Math scavenger hunts are a fun and engaging way to get students excited about learning math. These hunts involve students working together to solve math problems and clues that lead them to the next challenge. They can be used in a variety of settings, including the classroom, after-school programs, and even at home. In this blog post, we will explore how to use math scavenger hunts in the classroom to boost student engagement and understanding of math concepts.

## How do math scavenger hunts work?

In a scavenger hunt activity, students can work independently or in pairs to solve math problems that are posted on each of the station cards. They can start at any station card and solve the problem that’s posted there.

Once they solve the problem, they find another card posted around that room with that solution located on the bottom corner of the card. The new station card will include another problem to solve.

Students solve the new problem, then find the station card with that answer on it. If students solve all of the problems correctly, they’ll move from card to card, then end up back at the station they started at.

Each student or pair can start at a different station and will move through the same loop of stations simultaneously.

## What do students record while they’re working on the math scavenger hunts?

That’s up to you!

Some teachers have students record all of their work on a recording sheet that looks something like this:

Students record the letter of the first station they begin at, include all of their work for solving the problem, then find the card with that answer on it and continue the process.

Some teachers have students use individual whiteboards, since students are more likely to jump in and get started when working on a more fun surface than just paper and pencil. In this case, students could complete a paper based recording sheet where they track the order of the stations, but there isn’t any work shown. This helps them check to make sure they loop through the scavenger hunt and they went to every station.

## How to Use a Math Scavenger Hunt

Any type of math problems can be added into a scavenger hunt. They require minimal prep once they are created because all you have to do is post them around the room, copy some recording sheets and have students get started.

## Benefits of Using Math Scavenger Hunts in the Classroom

Here’s a quick rundown of the benefits of using scavenger hunts to practice math skills.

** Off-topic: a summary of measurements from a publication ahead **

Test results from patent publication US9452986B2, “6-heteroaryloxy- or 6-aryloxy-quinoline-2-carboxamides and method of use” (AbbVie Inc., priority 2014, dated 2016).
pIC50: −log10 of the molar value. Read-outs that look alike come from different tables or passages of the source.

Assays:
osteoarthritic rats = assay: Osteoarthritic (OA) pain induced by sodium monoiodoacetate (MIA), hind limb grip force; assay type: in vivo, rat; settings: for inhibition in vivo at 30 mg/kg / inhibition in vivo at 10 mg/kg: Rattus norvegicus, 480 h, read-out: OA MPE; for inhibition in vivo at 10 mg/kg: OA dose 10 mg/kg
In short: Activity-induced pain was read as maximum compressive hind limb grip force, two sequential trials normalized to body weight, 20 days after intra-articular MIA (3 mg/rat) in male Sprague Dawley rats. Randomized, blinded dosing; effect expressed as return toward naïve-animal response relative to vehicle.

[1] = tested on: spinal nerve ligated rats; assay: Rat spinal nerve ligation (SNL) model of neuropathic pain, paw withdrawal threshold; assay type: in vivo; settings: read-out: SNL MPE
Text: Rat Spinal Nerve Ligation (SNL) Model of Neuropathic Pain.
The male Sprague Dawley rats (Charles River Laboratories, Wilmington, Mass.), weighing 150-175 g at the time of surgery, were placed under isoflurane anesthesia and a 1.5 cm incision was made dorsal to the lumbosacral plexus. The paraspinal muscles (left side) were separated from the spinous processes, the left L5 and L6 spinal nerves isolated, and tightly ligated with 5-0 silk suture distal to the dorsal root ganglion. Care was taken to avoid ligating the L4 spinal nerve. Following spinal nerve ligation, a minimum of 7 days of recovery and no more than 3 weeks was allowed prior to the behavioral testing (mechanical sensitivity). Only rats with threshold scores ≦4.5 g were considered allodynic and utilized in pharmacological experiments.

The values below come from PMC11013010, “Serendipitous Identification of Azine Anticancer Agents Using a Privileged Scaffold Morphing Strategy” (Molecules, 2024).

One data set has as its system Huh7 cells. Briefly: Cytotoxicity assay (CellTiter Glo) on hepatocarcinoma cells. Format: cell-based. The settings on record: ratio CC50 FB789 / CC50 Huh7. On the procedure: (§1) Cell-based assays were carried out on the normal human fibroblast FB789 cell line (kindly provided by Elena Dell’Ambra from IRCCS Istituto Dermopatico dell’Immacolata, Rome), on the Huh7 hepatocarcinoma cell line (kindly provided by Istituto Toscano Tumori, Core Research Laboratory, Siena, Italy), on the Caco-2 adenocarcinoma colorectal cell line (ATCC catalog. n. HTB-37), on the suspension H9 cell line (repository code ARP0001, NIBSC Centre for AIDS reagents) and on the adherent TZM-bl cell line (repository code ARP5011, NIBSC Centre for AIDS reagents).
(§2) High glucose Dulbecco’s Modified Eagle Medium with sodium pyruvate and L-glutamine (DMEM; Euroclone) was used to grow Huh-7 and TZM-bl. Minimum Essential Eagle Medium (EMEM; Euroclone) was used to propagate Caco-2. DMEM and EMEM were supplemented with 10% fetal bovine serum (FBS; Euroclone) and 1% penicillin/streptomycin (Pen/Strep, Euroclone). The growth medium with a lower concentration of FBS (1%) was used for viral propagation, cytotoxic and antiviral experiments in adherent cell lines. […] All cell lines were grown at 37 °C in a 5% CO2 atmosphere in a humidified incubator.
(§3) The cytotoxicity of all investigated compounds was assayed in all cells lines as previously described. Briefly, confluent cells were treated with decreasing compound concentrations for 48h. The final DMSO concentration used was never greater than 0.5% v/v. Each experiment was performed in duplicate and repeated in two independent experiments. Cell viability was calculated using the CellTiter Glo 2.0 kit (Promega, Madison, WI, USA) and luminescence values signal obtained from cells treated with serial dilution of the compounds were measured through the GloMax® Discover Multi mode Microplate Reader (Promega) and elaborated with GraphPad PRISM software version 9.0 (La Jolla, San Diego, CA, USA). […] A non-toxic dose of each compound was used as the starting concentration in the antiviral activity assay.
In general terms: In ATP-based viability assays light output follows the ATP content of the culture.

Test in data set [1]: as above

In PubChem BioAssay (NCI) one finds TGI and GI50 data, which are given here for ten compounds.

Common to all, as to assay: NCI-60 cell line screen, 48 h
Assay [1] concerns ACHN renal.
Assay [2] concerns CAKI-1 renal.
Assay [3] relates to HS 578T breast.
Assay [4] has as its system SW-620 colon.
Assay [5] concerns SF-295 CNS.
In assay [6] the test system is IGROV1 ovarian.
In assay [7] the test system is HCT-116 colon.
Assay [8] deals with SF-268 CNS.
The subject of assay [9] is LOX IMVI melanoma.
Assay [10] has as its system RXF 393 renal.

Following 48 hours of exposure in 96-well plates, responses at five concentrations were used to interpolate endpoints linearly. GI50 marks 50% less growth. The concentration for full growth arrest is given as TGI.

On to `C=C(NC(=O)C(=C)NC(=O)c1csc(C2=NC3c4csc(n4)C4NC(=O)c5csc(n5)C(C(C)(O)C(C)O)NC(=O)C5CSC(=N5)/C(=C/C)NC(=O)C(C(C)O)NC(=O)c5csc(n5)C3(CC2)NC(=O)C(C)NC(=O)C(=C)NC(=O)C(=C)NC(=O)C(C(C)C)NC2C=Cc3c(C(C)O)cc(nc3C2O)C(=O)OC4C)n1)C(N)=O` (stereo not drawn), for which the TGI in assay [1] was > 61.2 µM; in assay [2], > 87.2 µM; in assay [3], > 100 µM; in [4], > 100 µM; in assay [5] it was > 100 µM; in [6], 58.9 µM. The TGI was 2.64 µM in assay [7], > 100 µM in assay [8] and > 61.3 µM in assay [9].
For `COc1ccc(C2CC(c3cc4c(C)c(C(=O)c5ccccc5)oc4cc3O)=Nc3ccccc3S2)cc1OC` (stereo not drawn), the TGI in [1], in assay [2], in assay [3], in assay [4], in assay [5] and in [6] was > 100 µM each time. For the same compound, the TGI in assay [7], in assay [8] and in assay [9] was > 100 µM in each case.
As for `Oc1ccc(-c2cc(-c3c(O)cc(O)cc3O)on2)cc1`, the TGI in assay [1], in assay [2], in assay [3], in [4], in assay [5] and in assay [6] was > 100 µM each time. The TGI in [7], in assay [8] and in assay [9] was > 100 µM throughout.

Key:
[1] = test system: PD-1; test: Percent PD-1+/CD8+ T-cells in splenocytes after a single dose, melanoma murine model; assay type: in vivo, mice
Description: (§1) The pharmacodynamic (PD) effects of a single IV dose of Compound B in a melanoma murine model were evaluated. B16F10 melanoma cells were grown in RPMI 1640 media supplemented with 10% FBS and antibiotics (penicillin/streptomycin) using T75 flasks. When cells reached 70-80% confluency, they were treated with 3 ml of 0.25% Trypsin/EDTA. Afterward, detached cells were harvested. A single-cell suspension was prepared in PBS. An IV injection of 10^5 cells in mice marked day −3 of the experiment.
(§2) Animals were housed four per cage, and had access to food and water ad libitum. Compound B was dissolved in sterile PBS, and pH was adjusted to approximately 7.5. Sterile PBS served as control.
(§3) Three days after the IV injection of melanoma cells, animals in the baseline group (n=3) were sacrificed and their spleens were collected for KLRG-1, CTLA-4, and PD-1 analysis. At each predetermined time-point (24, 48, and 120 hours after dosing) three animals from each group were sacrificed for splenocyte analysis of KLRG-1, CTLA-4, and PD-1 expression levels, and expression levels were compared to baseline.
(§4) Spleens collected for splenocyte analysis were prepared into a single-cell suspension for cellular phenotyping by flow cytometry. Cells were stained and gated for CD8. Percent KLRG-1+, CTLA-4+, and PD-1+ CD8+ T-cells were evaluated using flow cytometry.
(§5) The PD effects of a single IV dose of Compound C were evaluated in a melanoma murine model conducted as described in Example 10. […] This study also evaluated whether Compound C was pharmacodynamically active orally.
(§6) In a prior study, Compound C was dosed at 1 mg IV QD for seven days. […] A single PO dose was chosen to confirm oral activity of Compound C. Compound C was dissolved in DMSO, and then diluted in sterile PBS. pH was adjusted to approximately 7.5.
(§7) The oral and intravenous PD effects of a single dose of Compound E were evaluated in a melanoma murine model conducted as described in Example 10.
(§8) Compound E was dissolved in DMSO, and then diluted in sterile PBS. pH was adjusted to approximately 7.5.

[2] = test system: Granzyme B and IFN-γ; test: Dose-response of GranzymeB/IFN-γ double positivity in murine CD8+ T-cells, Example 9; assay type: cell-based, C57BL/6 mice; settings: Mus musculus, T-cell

### Scavenger Hunts Get Students Talking

If you choose to have your students work in pairs, they will be discussing how they solved the problems and thinking through things cooperatively. They can also talk about potential solution strategies, alternative strategies, or even troubleshooting incorrect answers if one of them didn’t solve correctly.

### Scavenger Hunts Get Students Moving

Everyone loves movement, and it’s a great way to keep students engaged and on task. Scavenger hunts require movement all while working on important math skills! You can post scavenger hunts around your classroom or in a nearby hallway or outside to change the scenery for your students.

### Scavenger Hunts are Self-Checking and Give Immediate Feedback

The nature of the scavenger hunt provides immediate feedback because if they can’t find their answer on another card, they know that they made a mistake in their solving of the problem. I usually talk to my students about *What happens if we solve a problem… and then can’t find our answer on another card? Maybe our work has a mistake in it. *Students can circle back to that station and troubleshoot their work.

We also talk about, *Maybe our work is correct… and the answer we’re looking for is presented differently.* This is another huge benefit of the scavenger hunt format! You can work on the equivalence of answers (like with fractions) or remembering to label answers (if you’re working with measurement).

### Easy to Create from Instructional Materials

Scavenger hunts take careful planning and construction when making sure you place answers on the correct cards, but you can quickly build a scavenger hunt from any set of mathematical concepts questions you already have handy. Put the questions on the cards, write a key for a random order that you want to use to have the students loop through, I like to use Random.Org’s list generator, then put the solutions on the cards according to your answer key.

### Frees the Teacher Up to Help Those Needing Extra Assistance

With students up and working around the room, the teacher can move from student to student to provide help to those who need it. You can also use this time to pull small groups and work on any skills that the students need to work on to get to mastery. The students working around the room will be able to use the scavenger hunt as a math center activity and will provide meaningful math practice within your math centers time.

## Ready Made Math Scavenger Hunts

These scavenger hunts are so much fun for students and will feel like they are playing a fun math game. Don’t want to create them yourself? Here are some scavenger hunts I’ve put together to save you time with planning and creating:

**3rd Grade Math Scavenger Hunts**

**4th Grade Math Scavenger Hunt Bundle**

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**5th Grade Math Scavenger Hunts**

### Want to try a math scavenger hunt activity with your class for free?

Click here to grab my 4 digit division scavenger hunt activity for free to try out.

## One Response

I love the scavenger hunts. I used a division one with my 4th graders last year. It was a lot of fun! The hunt for the next problem to complete is exciting for the students.